Though the road to hell may be paved with good intentions, the freeway – hell itself in these parts – may also be a backdoor to the divine, or at least not always the devil we know. Needless to say, this only applies when there’s nobody on them. In Miguel Osuna’s modestly-scaled “Commute Series” paintings, the highways and byways are limited to one vehicle, none, or just a blur of road lights; they’re not without an undercurrent of danger while simultaneously reaching, if inadvertently, for a touch of the rapturous.
With the roads, freeways and overpasses as his muse, Osuna moves around L.A. documenting intriguing vistas with his phone (‘a cheap Qualcomm model’) or video camera, which allows him to “examine [images] frame by frame, or capture a detail” from a screen capture 15 or 20 frames away. He then distills one or a combination of several of these sources into a final ‘sketch,’ using tricks he refers to as “speed,” “time-lapse” or “torque,” and which eventually serve to build each painting.
The “Commute Series” features three or four categories of imagery, the most intriguing and mysterious of which are the most abstract. “Elemental Logic” is a sloped green blur under a night sky that proffers the viewer a range of interpretations; and not knowing quite where you are - hovering between familiarity and thinking you know, and just not knowing - gives the work an edge that keeps you lingering. “Tell Me Your Story” is equally elusive, teasing you towards a finite interpretation that never quite gels.
Within Osuna’s new series there are also more straightforward paeans to the road and/or the freeway through rather conventional realism, and these range from elegant portraits of muscular, Mark Di Suvero-esque overpasses (two of these works, at 4 feet square, are the largest in the show) to more pedestrian (no pun intended) single vehicle shots of someone on their way somewhere, with a strong implication of escape. “Peace Within Limits,” featuring a lone minivan, or perhaps an S.U.V., heading under a series of overpasses, manages to confound such limitations, conjuring Georgia O’Keefe while somehow making peace with. . .something, whether it be our graceless conventions or our alienated modern life. Catherine Opie, through black and white photography, documented Southern California’s tangled veins of freeway intersections by embracing their banality, their matter-of-factness, their inevitability; for Osuna, the distillations seem to be a process of aestheticization, minimizing the plethora of bad associations while simultaneously enhancing a fantasy-laden dynamic with the great beasts that chain so many of us, so that, if nothing else, we may see them a different way.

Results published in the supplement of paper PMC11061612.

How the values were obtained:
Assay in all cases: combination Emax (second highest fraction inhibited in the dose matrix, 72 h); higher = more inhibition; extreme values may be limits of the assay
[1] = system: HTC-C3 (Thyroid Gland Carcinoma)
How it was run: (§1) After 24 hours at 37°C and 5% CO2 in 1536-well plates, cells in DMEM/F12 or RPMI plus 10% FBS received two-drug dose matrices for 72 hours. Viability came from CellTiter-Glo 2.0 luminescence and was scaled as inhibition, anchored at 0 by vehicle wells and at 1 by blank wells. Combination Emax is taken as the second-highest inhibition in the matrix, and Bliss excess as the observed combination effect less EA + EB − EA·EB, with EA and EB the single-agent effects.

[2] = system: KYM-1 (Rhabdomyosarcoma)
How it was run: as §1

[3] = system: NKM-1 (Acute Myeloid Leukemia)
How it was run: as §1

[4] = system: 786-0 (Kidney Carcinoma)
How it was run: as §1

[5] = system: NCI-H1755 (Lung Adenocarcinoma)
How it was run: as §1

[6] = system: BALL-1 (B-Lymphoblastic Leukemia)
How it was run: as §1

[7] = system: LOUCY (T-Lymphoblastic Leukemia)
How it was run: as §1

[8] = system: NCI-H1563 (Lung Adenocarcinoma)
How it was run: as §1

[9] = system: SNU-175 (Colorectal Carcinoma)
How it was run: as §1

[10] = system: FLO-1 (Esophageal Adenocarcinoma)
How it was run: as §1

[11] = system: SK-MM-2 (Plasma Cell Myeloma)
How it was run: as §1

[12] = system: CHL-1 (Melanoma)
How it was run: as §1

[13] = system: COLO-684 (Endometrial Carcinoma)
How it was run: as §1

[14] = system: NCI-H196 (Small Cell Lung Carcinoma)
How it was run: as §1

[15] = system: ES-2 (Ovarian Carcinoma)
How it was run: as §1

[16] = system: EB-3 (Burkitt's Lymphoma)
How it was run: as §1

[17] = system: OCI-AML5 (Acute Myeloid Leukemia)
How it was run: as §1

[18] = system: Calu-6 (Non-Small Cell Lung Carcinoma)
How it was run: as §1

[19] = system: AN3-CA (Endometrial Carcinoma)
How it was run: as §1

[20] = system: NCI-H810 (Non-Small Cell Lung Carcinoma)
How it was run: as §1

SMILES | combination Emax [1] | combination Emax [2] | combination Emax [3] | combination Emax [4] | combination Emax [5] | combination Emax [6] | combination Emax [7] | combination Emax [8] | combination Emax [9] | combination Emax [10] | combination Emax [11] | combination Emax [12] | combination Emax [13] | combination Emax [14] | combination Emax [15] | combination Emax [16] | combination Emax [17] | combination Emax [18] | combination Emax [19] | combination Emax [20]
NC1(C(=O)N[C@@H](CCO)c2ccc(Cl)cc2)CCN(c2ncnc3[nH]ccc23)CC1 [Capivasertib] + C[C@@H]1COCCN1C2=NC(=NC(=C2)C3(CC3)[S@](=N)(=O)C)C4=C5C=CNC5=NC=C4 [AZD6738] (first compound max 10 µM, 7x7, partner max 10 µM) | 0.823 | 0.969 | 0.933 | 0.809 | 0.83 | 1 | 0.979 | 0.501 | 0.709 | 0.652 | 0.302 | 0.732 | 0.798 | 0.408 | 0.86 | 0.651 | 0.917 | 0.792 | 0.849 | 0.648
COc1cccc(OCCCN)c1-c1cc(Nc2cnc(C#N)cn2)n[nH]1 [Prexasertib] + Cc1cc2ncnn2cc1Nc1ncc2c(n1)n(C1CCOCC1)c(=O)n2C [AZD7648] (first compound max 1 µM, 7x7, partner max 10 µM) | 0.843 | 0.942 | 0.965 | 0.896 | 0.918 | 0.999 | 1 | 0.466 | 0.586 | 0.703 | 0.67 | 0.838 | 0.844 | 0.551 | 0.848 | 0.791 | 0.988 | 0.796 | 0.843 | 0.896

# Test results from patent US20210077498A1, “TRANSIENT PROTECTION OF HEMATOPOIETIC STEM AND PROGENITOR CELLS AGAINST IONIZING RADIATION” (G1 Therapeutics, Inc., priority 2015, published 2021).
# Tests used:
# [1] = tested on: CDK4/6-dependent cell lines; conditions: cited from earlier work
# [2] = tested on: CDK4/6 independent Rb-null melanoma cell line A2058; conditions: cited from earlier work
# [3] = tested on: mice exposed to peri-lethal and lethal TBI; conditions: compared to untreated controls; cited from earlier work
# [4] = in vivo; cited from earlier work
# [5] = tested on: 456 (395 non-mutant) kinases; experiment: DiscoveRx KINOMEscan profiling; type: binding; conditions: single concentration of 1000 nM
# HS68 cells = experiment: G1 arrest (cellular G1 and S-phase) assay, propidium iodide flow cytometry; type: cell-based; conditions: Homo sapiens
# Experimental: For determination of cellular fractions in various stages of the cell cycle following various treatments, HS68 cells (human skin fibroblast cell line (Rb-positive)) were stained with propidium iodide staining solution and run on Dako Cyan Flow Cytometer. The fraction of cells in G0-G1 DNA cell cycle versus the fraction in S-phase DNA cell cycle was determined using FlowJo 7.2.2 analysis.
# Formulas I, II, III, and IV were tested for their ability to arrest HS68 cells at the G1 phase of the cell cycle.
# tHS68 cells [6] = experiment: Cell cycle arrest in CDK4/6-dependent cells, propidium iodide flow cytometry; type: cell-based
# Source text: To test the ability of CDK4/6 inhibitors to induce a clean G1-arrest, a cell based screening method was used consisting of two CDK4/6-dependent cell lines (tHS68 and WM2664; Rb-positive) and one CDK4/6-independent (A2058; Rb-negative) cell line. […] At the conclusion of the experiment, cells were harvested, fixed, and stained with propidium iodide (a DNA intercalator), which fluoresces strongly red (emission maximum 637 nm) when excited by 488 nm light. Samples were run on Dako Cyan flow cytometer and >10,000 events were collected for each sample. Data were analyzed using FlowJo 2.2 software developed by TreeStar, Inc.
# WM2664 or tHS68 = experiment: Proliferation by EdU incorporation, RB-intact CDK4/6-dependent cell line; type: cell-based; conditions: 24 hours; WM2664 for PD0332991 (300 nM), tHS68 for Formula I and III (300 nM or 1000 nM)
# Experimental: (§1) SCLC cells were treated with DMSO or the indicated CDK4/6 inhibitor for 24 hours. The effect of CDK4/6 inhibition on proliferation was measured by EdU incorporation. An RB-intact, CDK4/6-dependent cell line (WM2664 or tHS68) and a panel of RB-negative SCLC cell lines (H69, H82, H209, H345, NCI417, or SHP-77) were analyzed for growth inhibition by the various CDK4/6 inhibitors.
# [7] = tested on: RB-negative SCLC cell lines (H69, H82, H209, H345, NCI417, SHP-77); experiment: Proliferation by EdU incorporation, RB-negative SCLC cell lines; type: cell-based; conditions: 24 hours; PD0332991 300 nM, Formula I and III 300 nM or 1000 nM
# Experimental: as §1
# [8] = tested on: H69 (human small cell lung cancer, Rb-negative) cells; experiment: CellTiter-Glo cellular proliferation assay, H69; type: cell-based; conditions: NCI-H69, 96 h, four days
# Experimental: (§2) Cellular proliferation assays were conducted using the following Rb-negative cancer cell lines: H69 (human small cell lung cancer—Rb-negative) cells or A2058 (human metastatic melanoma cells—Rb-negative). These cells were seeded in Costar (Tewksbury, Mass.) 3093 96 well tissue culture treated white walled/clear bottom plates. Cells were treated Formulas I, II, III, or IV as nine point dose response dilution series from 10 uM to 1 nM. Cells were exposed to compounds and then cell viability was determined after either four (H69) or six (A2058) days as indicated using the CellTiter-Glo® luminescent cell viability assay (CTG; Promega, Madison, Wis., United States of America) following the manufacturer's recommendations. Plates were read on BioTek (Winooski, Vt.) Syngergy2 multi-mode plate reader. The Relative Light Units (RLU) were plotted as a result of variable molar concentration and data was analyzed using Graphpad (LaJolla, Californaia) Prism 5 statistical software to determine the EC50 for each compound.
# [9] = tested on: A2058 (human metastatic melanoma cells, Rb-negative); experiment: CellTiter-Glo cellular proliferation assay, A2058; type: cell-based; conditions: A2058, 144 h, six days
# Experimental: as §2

In “Bajo La Bandera De La Libertad,” a scarlet red road becomes a bull ring; in “Limited Selection” half of the road rises above us in an enveloping perspective reminiscent of Richard Diebenkorn’s “Ocean Park” series (a 20th century paean to the road). At this scale (18” x 24”), where landscape realism tends to call for more of a visual immersion, skewing towards the abstract and ambiguous is likely more fertile ground. On the other hand, does the oscillation between more representational and more abstract raise the bar for each in its contrasting dynamic? Perhaps. Gerhard Richter, the inevitable master reference when it comes to both blurred realism and multitudes of styles, still presents single bodies - either abstract or representational – per solo showing. For Osuna, the march towards abstraction, peaking here with “C’Mon Make it Nice,” a pretty substantial departure from the group, could be a sign of a fertile direction ahead.
Published courtesy of ArtScene ©2010